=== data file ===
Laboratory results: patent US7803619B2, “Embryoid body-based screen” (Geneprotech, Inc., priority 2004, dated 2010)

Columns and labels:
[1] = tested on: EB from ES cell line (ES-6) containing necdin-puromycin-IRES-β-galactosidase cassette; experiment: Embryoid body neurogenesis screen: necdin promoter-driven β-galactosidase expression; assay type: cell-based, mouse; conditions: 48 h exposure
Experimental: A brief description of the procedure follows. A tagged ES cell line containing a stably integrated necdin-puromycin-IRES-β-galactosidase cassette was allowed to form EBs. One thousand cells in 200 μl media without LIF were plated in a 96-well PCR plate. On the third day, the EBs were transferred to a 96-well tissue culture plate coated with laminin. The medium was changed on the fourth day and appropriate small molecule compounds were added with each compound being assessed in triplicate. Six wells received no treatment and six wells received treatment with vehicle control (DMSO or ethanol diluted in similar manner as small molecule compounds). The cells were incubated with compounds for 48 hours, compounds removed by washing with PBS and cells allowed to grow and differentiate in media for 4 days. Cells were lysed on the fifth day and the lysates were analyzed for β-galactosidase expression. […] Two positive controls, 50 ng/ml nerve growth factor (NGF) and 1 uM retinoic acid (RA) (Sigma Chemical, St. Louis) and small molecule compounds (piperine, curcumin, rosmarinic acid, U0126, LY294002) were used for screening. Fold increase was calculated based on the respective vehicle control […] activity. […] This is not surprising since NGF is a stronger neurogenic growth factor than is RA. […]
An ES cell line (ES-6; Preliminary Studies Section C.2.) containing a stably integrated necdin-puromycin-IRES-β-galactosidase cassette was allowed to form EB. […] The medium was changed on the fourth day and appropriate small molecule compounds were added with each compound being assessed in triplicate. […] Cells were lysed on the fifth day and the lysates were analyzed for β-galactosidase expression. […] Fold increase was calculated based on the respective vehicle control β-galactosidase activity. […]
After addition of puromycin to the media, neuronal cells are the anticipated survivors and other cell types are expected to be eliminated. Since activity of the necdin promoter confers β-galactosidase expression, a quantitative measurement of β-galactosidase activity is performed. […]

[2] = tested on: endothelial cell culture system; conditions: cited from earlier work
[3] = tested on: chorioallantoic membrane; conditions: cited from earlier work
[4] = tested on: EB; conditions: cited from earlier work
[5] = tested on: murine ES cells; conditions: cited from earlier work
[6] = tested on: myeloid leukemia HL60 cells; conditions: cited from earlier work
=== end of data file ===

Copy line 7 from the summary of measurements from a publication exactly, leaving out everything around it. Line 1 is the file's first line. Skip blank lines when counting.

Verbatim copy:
[2] = tested on: endothelial cell culture system; conditions: cited from earlier work